Menominee eyes are on a Great Lakes schooner which passed its first test sailing Lake Michigan and should be bound for Florida early this month, a maiden voyage of some 3,000 miles. The schooner is fitted with masts made from donated old-growth white pine from the tribe's northern Wisconsin forest. After taking the 138-foot schooner Denis Sullivan out of the dock under its own power for the first time, Captain Mark Crutcher said, "Everything went real well." The three-masted schooner has been a decade-long project for a community group that wanted to build the sort of vessel that moved cargo in the Upper Midwest in the late 1800s - the "tractor-trailer of the lakes," as shipbuilder Rob Peters said. Crutcher said it will take about three weeks to reach Nova Scotia, and he then will head south to Florida to work out of Fort Lauderdale, Port Everglades, Key West and Tampa, with "a few trips over to the Bahamas." Four high schools will send students to two-week educational programs in Florida before the schooner returns to its Milwaukee base next spring. The Denis Sullivan, named for a Lake Michigan schooner captain of the 1880s, will be run year-round by a professional crew of seven, plus one volunteer.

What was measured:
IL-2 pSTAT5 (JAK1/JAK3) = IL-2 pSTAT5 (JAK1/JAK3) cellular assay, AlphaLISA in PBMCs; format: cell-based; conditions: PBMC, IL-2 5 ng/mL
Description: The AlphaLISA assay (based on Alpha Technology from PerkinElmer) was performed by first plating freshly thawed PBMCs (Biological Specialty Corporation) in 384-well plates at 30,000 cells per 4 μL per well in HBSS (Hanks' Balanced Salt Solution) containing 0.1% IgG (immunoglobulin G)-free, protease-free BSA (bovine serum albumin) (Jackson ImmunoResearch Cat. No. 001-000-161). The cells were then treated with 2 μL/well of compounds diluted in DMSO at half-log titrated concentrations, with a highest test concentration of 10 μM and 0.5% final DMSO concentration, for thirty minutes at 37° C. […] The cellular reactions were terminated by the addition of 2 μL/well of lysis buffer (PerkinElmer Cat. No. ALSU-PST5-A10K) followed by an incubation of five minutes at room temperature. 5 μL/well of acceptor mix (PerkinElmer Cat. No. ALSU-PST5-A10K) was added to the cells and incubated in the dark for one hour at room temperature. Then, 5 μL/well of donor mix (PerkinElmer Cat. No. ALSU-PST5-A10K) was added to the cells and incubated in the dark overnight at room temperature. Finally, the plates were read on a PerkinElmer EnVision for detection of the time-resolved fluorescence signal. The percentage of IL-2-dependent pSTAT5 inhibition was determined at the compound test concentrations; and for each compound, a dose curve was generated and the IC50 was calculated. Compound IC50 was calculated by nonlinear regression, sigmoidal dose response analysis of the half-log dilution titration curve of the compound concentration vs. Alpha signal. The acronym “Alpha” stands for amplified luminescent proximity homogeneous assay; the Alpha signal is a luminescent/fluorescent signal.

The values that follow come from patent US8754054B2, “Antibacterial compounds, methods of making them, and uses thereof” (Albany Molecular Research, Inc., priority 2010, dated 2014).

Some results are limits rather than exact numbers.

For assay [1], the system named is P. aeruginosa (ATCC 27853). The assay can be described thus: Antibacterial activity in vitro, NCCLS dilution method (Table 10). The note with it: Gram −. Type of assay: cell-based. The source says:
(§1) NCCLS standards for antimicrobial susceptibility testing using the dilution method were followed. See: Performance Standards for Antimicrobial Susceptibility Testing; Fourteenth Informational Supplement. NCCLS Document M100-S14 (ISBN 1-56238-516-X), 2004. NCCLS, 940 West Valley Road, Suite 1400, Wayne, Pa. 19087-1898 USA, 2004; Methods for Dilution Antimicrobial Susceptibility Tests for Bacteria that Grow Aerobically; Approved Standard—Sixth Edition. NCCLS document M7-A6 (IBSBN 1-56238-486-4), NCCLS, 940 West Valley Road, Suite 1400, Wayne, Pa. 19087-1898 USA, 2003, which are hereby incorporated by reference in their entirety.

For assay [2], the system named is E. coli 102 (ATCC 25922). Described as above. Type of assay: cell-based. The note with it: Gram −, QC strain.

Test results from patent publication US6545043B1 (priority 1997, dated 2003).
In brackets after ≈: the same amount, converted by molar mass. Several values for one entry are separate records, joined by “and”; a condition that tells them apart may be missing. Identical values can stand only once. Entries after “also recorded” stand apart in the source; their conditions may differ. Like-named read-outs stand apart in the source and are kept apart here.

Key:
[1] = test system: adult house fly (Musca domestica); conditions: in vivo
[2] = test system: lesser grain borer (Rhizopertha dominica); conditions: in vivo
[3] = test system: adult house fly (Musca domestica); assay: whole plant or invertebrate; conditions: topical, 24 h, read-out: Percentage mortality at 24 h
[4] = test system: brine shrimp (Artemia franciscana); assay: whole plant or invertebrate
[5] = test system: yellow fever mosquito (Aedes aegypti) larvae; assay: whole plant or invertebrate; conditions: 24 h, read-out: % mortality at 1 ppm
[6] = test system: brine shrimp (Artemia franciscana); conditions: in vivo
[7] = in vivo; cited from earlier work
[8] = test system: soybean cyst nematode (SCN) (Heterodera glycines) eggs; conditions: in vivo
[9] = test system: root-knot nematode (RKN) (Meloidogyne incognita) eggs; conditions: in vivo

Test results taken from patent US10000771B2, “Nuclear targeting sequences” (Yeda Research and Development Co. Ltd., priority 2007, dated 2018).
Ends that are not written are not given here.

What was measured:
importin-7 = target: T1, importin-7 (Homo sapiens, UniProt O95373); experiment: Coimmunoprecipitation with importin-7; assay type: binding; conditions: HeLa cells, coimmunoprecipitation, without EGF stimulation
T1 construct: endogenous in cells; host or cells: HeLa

Indian Country Today is a nonprofit news organization. Will you support our work?
All of our content is free. There are no subscriptions or costs. And we have hired more Native journalists in the past year than any news organization ─ and with your help we will continue to grow and create career paths for our people. Support Indian Country Today for as little as $10.